Daniel Ricciardo’s announcement that he would leave Red Bull to join Renault next year was a genuine bolt from the blue.
The decision stunned the Australian’s current team as much as it shocked Formula One fans around the world.
As the dust settled on the move, Stewart Bell sat down with Ricciardo’s future team boss Cyril Abiteboul to find out how the deal went down.
Stewart Bell: Signing Daniel Ricciardo to Renault was a massive coup. Was he was your dream choice?
Cyril Abiteboul: “We had basically three options that we were very strongly considering, and massively engaged to secure. We had Daniel (Ricciardo), Esteban Ocon and Carlos Sainz. And frankly, I think it’s fair to say that every single one of those options were good options for the team. But it happens, actually, that Daniel is, in addition to being one of the proven best in terms of skills, was also a fantastic opportunity to send a very strong statement internally and externally regarding our ambition and our capacity to deliver against our ambitions.
“He also was, from the three options I’ve mentioned, the only one to be completely free (of commitments). Carlos was in the hands of Red Bull, Esteban is a Mercedes driver so there is a benefit of Daniel that should not be underestimated was the fact that he was coming free from any other commitment with any other teams, which we hope will be a direct competitor of us in the coming years.”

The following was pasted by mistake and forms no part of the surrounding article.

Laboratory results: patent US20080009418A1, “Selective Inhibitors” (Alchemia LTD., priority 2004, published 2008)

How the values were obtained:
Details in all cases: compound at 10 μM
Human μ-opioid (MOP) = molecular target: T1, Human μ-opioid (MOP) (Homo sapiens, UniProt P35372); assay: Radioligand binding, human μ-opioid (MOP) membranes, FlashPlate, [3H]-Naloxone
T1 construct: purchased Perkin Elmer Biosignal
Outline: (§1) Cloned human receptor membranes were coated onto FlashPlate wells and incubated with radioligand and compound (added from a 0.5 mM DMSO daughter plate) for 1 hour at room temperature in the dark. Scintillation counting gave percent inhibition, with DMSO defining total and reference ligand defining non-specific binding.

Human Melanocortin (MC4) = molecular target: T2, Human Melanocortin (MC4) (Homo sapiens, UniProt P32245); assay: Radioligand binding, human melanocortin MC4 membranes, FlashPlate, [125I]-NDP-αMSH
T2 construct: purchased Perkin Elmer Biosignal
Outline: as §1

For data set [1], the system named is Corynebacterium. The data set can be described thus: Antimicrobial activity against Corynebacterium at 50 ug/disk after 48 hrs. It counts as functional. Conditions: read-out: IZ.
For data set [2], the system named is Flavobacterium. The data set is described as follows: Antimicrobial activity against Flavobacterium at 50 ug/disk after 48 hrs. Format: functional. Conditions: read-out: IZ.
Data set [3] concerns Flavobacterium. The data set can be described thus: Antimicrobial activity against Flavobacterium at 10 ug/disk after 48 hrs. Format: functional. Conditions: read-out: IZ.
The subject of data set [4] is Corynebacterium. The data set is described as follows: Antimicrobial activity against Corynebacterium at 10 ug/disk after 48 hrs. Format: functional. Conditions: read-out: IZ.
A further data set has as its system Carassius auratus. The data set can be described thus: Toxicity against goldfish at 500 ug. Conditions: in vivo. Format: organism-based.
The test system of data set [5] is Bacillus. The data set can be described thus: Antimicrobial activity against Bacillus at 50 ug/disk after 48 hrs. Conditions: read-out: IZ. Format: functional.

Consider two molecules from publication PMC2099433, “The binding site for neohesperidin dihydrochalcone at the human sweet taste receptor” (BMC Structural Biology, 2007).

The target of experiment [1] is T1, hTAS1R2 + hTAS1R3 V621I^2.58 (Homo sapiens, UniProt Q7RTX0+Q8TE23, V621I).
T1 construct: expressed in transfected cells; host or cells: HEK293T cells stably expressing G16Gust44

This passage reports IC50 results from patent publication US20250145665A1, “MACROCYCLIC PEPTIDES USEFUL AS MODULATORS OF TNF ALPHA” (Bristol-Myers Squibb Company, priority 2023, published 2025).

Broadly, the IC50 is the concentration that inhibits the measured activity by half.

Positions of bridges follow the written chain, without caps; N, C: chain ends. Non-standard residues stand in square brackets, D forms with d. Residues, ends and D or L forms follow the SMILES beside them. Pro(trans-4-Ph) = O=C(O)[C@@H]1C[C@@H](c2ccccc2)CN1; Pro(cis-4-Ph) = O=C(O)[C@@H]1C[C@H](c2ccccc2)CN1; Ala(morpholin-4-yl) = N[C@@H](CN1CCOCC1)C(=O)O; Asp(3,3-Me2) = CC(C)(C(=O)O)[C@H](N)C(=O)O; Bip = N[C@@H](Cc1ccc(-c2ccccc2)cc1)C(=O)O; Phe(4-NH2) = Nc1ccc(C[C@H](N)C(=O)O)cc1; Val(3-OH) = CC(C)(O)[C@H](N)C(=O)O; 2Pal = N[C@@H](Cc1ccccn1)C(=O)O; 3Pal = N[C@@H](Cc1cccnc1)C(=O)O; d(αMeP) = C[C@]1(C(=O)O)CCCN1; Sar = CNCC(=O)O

SB: The announcement was a shock to many in the paddock. How did you manage to lure him?
CA: “Well, frankly, nothing special. We’ve been talking; we’ve been presenting the project in a very honest and humble manner. We’ve not tried to portray a situation that was different from the one that he will find. And I don’t want to see any disappointment or frustration when he first drives for us, whenever that will be. So I think it’s actually our honesty, our simplicity that maybe has paid off. It doesn’t always pay off in the world of Formula One, which can be sometimes full of arrogance. And I think he liked the fact that we are very determined in our ambitions but we are not taking ourselves seriously enough to lie about the situation in which we are.”
SB: Tell us about the moment he said yes. What was that like?
CA: “To be honest, most of the discussion has gone through his managers. But we exchanged, we spoke over the phone, and I think it was a big relief for him to get to a decision even though it was a complex one, just like it was also a difficult decision for us, despite the fact that we are overjoyed from the final outcome.”
SB: Was it the new challenge that swayed him as well?
CA: “I think it’s a new challenge, and a new type of challenge because here he’s not just going to drive, to come here on Friday morning, drive a car and leave on Sunday night. It’s more than a three-day job. It’s a complete job. He’s going to be driving the charge for the next stint of Renault in Formula One, just like Nico (Hulkenberg) has been taking the team from ninth (in the constructors’ champsionship in 2016) where it was to four, where we are today. The next stint will be in Daniel’s hands, and I think he realises that. It’s a big responsibility, but I think he also sees that as an honour and something extremely exciting.”
SB: Does the fact he’s from Red Bull Racing make the deal all the sweeter?